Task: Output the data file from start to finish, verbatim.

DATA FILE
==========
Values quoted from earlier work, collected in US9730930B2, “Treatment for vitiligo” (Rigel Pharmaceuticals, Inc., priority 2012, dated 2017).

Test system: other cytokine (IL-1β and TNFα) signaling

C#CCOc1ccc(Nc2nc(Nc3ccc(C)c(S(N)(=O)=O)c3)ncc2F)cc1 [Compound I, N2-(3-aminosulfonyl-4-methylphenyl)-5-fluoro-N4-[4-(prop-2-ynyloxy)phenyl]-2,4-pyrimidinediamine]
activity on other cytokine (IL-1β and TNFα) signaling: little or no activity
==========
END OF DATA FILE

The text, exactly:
Values quoted from earlier work, collected in US9730930B2, “Treatment for vitiligo” (Rigel Pharmaceuticals, Inc., priority 2012, dated 2017).

Test system: other cytokine (IL-1β and TNFα) signaling

C#CCOc1ccc(Nc2nc(Nc3ccc(C)c(S(N)(=O)=O)c3)ncc2F)cc1 [Compound I, N2-(3-aminosulfonyl-4-methylphenyl)-5-fluoro-N4-[4-(prop-2-ynyloxy)phenyl]-2,4-pyrimidinediamine]
activity on other cytokine (IL-1β and TNFα) signaling: little or no activity